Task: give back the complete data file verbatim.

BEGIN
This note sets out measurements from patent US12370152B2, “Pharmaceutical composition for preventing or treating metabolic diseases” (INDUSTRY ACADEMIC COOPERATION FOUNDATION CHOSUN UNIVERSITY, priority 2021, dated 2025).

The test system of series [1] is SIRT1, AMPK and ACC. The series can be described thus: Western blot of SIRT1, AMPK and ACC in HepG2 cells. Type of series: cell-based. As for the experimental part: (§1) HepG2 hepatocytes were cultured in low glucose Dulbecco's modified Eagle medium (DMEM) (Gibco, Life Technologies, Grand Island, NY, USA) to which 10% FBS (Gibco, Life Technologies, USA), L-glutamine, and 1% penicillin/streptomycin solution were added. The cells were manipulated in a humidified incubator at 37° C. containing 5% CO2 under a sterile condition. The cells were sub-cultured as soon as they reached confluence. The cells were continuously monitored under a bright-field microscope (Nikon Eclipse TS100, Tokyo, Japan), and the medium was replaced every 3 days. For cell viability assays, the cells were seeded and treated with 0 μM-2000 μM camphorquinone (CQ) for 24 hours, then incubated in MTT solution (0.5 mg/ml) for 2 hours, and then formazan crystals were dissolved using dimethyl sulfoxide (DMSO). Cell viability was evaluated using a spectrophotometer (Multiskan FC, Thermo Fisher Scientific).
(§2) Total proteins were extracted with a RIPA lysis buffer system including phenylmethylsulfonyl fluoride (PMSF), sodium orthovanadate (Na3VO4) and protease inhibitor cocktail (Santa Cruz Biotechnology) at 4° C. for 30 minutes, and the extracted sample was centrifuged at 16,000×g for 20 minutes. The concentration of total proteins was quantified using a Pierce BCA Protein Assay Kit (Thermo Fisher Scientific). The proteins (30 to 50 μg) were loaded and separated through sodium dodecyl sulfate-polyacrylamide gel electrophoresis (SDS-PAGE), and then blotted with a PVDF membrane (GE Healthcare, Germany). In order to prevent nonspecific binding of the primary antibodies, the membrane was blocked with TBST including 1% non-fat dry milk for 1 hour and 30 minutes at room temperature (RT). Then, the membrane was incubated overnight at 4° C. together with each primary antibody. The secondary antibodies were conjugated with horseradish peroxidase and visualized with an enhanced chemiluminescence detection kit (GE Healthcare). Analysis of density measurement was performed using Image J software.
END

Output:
This note sets out measurements from patent US12370152B2, “Pharmaceutical composition for preventing or treating metabolic diseases” (INDUSTRY ACADEMIC COOPERATION FOUNDATION CHOSUN UNIVERSITY, priority 2021, dated 2025).

The test system of series [1] is SIRT1, AMPK and ACC. The series can be described thus: Western blot of SIRT1, AMPK and ACC in HepG2 cells. Type of series: cell-based. As for the experimental part: (§1) HepG2 hepatocytes were cultured in low glucose Dulbecco's modified Eagle medium (DMEM) (Gibco, Life Technologies, Grand Island, NY, USA) to which 10% FBS (Gibco, Life Technologies, USA), L-glutamine, and 1% penicillin/streptomycin solution were added. The cells were manipulated in a humidified incubator at 37° C. containing 5% CO2 under a sterile condition. The cells were sub-cultured as soon as they reached confluence. The cells were continuously monitored under a bright-field microscope (Nikon Eclipse TS100, Tokyo, Japan), and the medium was replaced every 3 days. For cell viability assays, the cells were seeded and treated with 0 μM-2000 μM camphorquinone (CQ) for 24 hours, then incubated in MTT solution (0.5 mg/ml) for 2 hours, and then formazan crystals were dissolved using dimethyl sulfoxide (DMSO). Cell viability was evaluated using a spectrophotometer (Multiskan FC, Thermo Fisher Scientific).
(§2) Total proteins were extracted with a RIPA lysis buffer system including phenylmethylsulfonyl fluoride (PMSF), sodium orthovanadate (Na3VO4) and protease inhibitor cocktail (Santa Cruz Biotechnology) at 4° C. for 30 minutes, and the extracted sample was centrifuged at 16,000×g for 20 minutes. The concentration of total proteins was quantified using a Pierce BCA Protein Assay Kit (Thermo Fisher Scientific). The proteins (30 to 50 μg) were loaded and separated through sodium dodecyl sulfate-polyacrylamide gel electrophoresis (SDS-PAGE), and then blotted with a PVDF membrane (GE Healthcare, Germany). In order to prevent nonspecific binding of the primary antibodies, the membrane was blocked with TBST including 1% non-fat dry milk for 1 hour and 30 minutes at room temperature (RT). Then, the membrane was incubated overnight at 4° C. together with each primary antibody. The secondary antibodies were conjugated with horseradish peroxidase and visualized with an enhanced chemiluminescence detection kit (GE Healthcare). Analysis of density measurement was performed using Image J software.